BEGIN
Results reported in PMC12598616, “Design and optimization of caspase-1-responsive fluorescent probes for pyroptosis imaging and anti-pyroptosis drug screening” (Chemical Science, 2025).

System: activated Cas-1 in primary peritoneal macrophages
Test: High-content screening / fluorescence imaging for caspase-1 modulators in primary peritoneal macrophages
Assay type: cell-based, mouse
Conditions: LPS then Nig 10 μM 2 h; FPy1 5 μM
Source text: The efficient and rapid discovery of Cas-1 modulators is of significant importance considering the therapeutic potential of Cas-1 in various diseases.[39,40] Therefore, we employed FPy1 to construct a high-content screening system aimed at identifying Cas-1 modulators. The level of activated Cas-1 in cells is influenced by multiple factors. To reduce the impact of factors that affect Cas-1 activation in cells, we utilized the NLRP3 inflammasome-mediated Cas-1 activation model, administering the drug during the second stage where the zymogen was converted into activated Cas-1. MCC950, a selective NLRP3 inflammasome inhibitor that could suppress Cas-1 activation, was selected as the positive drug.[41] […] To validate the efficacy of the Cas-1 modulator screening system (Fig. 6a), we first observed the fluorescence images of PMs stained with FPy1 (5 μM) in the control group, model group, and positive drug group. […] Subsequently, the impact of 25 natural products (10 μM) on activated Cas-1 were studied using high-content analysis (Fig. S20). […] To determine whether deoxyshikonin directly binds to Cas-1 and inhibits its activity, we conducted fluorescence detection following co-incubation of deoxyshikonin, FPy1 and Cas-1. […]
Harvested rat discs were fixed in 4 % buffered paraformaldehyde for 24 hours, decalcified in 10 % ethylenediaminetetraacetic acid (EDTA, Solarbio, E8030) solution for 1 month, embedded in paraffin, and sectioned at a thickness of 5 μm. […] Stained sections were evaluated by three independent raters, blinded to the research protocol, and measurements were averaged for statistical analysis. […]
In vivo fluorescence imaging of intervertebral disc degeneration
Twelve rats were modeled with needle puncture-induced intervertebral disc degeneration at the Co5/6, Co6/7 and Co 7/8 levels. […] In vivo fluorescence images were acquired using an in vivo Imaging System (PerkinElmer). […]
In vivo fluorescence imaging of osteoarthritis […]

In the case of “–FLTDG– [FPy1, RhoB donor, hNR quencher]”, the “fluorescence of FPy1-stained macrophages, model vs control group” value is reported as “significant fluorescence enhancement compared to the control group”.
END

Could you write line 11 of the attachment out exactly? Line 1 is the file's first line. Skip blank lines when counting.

In the case of “–FLTDG– [FPy1, RhoB donor, hNR quencher]”, the “fluorescence of FPy1-stained macrophages, model vs control group” value is reported as “significant fluorescence enhancement compared to the control group”.